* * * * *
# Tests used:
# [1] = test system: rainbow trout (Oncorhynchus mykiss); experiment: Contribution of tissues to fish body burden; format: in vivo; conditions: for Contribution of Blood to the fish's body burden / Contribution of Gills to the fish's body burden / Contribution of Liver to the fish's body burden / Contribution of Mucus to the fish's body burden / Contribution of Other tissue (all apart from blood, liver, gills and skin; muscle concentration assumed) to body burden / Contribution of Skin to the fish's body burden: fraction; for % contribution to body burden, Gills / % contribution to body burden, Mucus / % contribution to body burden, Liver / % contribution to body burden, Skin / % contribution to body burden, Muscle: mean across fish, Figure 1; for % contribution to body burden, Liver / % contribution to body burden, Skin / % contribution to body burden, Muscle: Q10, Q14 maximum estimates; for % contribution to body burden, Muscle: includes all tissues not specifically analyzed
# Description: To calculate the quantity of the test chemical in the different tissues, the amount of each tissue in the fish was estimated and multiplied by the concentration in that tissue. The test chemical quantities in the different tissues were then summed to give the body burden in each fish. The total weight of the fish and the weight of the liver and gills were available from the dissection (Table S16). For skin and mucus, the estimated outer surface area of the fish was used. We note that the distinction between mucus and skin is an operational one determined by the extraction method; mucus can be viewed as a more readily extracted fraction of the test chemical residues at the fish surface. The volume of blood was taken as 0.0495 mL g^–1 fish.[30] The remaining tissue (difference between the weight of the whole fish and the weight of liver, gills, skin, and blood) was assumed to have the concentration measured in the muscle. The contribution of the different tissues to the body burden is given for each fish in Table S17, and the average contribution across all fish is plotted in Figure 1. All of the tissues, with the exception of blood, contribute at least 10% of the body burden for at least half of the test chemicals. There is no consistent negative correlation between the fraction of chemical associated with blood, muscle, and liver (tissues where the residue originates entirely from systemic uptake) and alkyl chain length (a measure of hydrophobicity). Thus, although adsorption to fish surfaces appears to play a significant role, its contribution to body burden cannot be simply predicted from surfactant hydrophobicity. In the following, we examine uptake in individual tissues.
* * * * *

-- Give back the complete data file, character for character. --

# Tests used:
# [1] = test system: rainbow trout (Oncorhynchus mykiss); experiment: Contribution of tissues to fish body burden; format: in vivo; conditions: for Contribution of Blood to the fish's body burden / Contribution of Gills to the fish's body burden / Contribution of Liver to the fish's body burden / Contribution of Mucus to the fish's body burden / Contribution of Other tissue (all apart from blood, liver, gills and skin; muscle concentration assumed) to body burden / Contribution of Skin to the fish's body burden: fraction; for % contribution to body burden, Gills / % contribution to body burden, Mucus / % contribution to body burden, Liver / % contribution to body burden, Skin / % contribution to body burden, Muscle: mean across fish, Figure 1; for % contribution to body burden, Liver / % contribution to body burden, Skin / % contribution to body burden, Muscle: Q10, Q14 maximum estimates; for % contribution to body burden, Muscle: includes all tissues not specifically analyzed
# Description: To calculate the quantity of the test chemical in the different tissues, the amount of each tissue in the fish was estimated and multiplied by the concentration in that tissue. The test chemical quantities in the different tissues were then summed to give the body burden in each fish. The total weight of the fish and the weight of the liver and gills were available from the dissection (Table S16). For skin and mucus, the estimated outer surface area of the fish was used. We note that the distinction between mucus and skin is an operational one determined by the extraction method; mucus can be viewed as a more readily extracted fraction of the test chemical residues at the fish surface. The volume of blood was taken as 0.0495 mL g^–1 fish.[30] The remaining tissue (difference between the weight of the whole fish and the weight of liver, gills, skin, and blood) was assumed to have the concentration measured in the muscle. The contribution of the different tissues to the body burden is given for each fish in Table S17, and the average contribution across all fish is plotted in Figure 1. All of the tissues, with the exception of blood, contribute at least 10% of the body burden for at least half of the test chemicals. There is no consistent negative correlation between the fraction of chemical associated with blood, muscle, and liver (tissues where the residue originates entirely from systemic uptake) and alkyl chain length (a measure of hydrophobicity). Thus, although adsorption to fish surfaces appears to play a significant role, its contribution to body burden cannot be simply predicted from surfactant hydrophobicity. In the following, we examine uptake in individual tissues.